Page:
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Why Working Retail Is Tough

    Why Working Retail Is Tough

    It is important to understand the key challenges retailers face as well as how today’s retailer is working to overcome these challenges.

     Inventory Levels and Assortment

    Adequate inventory levels are essential for today’s retailer. Having too little or too much can have a dramatic affect on the retailer’s reputation as well as the consumer’s perception. Today’s retailers must ensure the right amount of product is available at the right times and in the right places. Mark & Spencer’s sales losses in 2012 are a key example of how low inventory levels can affect the reputation of a retailer. First quarter clothing sales were down 6.8% compared to the prior year. There were several reasons but, one was that they didn’t order enough inventory for popular items which caused many customers to leave their store without purchasing what they wanted. While having too little inventory is a significant issue, you can also have too much inventory that leads to unprofitable markdowns.

    A lack of the right type of inventory also affects customer perception which could, in turn, affect sales.  For example, a customer wouldn’t expect to see Christmas trees in August in their favorite retailer. It would signal to the consumer that the retailer doesn’t understand the trends or the season. Therefore, the consumer might be influenced to shop elsewhere. Also consider the other potential impacts of inadequate inventory levels as well as not having the right type of assortment for the customer.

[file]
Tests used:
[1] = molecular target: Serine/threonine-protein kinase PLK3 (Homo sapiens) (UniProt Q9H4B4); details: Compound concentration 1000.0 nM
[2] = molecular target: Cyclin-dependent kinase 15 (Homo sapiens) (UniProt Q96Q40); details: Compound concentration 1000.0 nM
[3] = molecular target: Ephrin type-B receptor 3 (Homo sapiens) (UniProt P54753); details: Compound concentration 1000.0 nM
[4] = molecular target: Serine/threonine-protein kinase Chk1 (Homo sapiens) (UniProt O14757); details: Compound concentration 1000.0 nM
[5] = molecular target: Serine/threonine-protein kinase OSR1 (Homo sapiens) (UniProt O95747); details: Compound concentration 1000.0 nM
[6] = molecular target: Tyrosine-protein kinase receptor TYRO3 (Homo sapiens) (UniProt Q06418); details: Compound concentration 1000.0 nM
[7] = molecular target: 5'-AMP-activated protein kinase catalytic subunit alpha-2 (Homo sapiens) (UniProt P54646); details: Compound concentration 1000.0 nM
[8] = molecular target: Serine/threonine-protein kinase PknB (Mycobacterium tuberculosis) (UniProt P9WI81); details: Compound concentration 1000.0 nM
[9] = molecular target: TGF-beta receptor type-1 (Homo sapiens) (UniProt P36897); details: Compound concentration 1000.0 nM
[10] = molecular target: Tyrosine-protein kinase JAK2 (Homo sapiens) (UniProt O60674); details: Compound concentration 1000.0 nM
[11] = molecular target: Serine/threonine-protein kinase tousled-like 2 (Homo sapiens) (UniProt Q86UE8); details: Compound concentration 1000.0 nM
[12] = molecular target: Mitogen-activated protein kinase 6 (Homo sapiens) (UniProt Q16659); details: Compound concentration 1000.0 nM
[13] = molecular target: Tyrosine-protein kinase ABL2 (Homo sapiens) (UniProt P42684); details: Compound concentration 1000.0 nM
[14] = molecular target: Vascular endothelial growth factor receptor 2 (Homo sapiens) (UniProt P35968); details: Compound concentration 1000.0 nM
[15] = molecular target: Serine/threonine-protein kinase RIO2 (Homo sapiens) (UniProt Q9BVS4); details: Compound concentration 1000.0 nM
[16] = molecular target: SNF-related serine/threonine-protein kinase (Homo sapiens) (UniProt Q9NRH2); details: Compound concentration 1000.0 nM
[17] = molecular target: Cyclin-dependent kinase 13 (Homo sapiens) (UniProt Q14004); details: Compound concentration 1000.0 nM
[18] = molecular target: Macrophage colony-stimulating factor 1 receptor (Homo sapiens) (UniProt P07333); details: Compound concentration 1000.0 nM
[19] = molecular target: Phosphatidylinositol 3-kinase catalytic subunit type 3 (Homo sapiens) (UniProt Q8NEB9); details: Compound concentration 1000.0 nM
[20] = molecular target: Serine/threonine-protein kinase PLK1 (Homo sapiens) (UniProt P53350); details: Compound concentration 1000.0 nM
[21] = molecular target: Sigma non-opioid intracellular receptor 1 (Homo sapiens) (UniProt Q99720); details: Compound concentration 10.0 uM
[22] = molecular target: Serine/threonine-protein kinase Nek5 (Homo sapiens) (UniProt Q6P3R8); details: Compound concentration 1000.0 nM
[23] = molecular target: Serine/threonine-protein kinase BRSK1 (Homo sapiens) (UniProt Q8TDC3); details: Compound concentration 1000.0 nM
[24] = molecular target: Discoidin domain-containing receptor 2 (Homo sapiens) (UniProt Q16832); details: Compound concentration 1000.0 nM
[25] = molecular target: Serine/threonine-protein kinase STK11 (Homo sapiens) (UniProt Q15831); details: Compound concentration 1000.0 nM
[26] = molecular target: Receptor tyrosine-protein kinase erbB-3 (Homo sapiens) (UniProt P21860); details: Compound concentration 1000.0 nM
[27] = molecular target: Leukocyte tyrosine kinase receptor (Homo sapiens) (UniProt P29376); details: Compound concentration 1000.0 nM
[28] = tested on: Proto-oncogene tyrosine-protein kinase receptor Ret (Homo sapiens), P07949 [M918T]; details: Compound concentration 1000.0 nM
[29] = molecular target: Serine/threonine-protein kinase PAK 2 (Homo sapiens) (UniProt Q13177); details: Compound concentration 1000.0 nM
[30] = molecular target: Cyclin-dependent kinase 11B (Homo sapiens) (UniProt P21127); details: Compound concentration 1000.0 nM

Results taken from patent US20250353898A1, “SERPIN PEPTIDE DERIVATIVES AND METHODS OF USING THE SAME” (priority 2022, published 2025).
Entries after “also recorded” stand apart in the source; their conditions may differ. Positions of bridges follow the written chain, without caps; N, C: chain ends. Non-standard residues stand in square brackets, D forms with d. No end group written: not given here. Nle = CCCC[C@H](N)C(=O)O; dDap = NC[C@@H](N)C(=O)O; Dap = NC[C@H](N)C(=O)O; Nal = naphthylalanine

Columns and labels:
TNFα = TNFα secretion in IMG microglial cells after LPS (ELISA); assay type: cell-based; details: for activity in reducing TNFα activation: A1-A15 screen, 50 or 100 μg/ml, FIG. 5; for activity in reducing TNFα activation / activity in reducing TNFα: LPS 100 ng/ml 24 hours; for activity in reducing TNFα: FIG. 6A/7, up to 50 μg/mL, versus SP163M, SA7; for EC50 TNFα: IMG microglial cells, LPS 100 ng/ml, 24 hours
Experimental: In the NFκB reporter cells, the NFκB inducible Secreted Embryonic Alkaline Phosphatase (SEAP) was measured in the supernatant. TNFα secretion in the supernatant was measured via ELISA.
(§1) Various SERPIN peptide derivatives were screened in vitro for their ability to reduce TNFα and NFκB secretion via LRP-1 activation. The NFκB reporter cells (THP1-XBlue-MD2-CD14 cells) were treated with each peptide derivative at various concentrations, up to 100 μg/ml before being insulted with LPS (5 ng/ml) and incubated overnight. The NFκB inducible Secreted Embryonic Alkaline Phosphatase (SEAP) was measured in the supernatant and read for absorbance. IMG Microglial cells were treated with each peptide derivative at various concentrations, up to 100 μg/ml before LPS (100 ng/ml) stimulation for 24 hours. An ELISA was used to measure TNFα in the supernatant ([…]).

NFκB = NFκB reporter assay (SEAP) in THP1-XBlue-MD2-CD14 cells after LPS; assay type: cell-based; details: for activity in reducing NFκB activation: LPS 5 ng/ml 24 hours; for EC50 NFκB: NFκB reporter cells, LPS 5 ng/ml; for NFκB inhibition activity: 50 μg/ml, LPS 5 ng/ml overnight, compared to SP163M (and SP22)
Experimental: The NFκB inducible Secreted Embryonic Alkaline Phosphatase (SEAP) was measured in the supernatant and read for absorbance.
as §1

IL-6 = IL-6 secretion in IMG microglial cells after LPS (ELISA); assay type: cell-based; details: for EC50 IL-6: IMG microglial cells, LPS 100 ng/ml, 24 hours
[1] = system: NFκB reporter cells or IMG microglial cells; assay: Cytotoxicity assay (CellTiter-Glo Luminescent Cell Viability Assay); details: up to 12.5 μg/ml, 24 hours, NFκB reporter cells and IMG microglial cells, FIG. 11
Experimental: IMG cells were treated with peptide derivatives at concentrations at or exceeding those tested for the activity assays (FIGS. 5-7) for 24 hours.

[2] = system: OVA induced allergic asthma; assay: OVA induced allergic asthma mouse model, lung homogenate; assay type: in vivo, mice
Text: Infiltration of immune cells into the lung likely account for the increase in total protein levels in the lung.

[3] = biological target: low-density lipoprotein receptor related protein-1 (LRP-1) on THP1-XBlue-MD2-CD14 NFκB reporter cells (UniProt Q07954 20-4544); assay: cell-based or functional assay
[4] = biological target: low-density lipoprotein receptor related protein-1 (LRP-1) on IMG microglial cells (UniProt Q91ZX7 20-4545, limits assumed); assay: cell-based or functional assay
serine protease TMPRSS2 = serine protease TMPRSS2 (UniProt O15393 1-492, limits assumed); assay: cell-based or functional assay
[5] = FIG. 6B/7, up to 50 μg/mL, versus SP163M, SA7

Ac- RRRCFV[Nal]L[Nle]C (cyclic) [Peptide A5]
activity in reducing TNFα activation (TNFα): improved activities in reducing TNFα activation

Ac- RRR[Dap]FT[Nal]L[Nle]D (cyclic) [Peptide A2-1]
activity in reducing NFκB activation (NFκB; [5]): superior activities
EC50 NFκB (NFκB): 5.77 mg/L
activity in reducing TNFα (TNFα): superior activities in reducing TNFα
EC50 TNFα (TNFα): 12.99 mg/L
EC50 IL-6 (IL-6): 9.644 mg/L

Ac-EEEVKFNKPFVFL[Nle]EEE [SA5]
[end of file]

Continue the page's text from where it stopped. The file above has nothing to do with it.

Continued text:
Mobile Experience and Engagement

    In 2013 mobile was almost 25% ($60 billion) of e-commerce revenue. For any retailer that has online operations this is a significant part of the business. Consumers use their mobile phones for everything from shopping for different prices for products and even shipping costs. More and more are doing this inside of the store as well as outside of the store. In fact, 90% of consumers use smart phones while shopping in the store. So how can retailers push the envelope here to engage the consumer even more? By 2021 mobile revenue is expected to be $420 billion in the United States. An example of a company capitalizing on this trend is Walgreens. More than 60% of the retailer’s online traffic is from smartphone devices. Their mobile app includes services such as prescription transfers and Quick Print. In addition, they are partnering with a service called MDLive to provide customers with medical doctors 24/7 via smartphone cameras.